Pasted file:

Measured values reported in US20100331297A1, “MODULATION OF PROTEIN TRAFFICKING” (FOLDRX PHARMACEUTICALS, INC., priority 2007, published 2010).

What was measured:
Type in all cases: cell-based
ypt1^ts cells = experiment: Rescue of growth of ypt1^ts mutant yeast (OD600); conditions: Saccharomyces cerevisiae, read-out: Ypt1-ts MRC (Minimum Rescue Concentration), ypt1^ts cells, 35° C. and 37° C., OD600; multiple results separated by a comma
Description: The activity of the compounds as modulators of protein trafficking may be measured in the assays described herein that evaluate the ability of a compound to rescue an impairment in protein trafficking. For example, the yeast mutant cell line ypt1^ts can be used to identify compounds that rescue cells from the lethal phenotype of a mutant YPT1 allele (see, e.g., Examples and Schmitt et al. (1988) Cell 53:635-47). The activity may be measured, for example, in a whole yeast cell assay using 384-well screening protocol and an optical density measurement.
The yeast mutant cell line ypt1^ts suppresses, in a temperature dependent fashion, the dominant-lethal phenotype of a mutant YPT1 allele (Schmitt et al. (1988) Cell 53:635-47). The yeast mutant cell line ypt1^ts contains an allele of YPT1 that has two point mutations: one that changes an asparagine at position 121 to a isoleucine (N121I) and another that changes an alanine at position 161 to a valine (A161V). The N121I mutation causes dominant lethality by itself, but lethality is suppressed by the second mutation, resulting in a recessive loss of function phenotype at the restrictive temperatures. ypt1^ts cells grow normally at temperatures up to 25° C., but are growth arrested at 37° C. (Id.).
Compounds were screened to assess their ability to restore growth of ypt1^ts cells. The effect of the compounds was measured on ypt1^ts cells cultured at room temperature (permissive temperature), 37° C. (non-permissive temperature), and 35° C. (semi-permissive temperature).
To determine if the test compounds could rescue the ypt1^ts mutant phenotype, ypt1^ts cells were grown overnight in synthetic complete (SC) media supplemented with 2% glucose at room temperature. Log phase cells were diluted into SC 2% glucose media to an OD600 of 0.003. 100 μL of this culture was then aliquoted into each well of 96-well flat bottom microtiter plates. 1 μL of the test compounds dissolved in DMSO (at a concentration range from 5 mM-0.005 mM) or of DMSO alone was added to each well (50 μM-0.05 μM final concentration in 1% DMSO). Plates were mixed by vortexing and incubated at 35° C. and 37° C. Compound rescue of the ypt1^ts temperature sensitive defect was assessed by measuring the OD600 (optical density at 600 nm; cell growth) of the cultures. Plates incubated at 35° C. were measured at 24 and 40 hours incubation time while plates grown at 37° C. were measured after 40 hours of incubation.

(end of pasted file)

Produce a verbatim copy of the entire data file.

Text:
Measured values reported in US20100331297A1, “MODULATION OF PROTEIN TRAFFICKING” (FOLDRX PHARMACEUTICALS, INC., priority 2007, published 2010).

What was measured:
Type in all cases: cell-based
ypt1^ts cells = experiment: Rescue of growth of ypt1^ts mutant yeast (OD600); conditions: Saccharomyces cerevisiae, read-out: Ypt1-ts MRC (Minimum Rescue Concentration), ypt1^ts cells, 35° C. and 37° C., OD600; multiple results separated by a comma
Description: The activity of the compounds as modulators of protein trafficking may be measured in the assays described herein that evaluate the ability of a compound to rescue an impairment in protein trafficking. For example, the yeast mutant cell line ypt1^ts can be used to identify compounds that rescue cells from the lethal phenotype of a mutant YPT1 allele (see, e.g., Examples and Schmitt et al. (1988) Cell 53:635-47). The activity may be measured, for example, in a whole yeast cell assay using 384-well screening protocol and an optical density measurement.
The yeast mutant cell line ypt1^ts suppresses, in a temperature dependent fashion, the dominant-lethal phenotype of a mutant YPT1 allele (Schmitt et al. (1988) Cell 53:635-47). The yeast mutant cell line ypt1^ts contains an allele of YPT1 that has two point mutations: one that changes an asparagine at position 121 to a isoleucine (N121I) and another that changes an alanine at position 161 to a valine (A161V). The N121I mutation causes dominant lethality by itself, but lethality is suppressed by the second mutation, resulting in a recessive loss of function phenotype at the restrictive temperatures. ypt1^ts cells grow normally at temperatures up to 25° C., but are growth arrested at 37° C. (Id.).
Compounds were screened to assess their ability to restore growth of ypt1^ts cells. The effect of the compounds was measured on ypt1^ts cells cultured at room temperature (permissive temperature), 37° C. (non-permissive temperature), and 35° C. (semi-permissive temperature).
To determine if the test compounds could rescue the ypt1^ts mutant phenotype, ypt1^ts cells were grown overnight in synthetic complete (SC) media supplemented with 2% glucose at room temperature. Log phase cells were diluted into SC 2% glucose media to an OD600 of 0.003. 100 μL of this culture was then aliquoted into each well of 96-well flat bottom microtiter plates. 1 μL of the test compounds dissolved in DMSO (at a concentration range from 5 mM-0.005 mM) or of DMSO alone was added to each well (50 μM-0.05 μM final concentration in 1% DMSO). Plates were mixed by vortexing and incubated at 35° C. and 37° C. Compound rescue of the ypt1^ts temperature sensitive defect was assessed by measuring the OD600 (optical density at 600 nm; cell growth) of the cultures. Plates incubated at 35° C. were measured at 24 and 40 hours incubation time while plates grown at 37° C. were measured after 40 hours of incubation.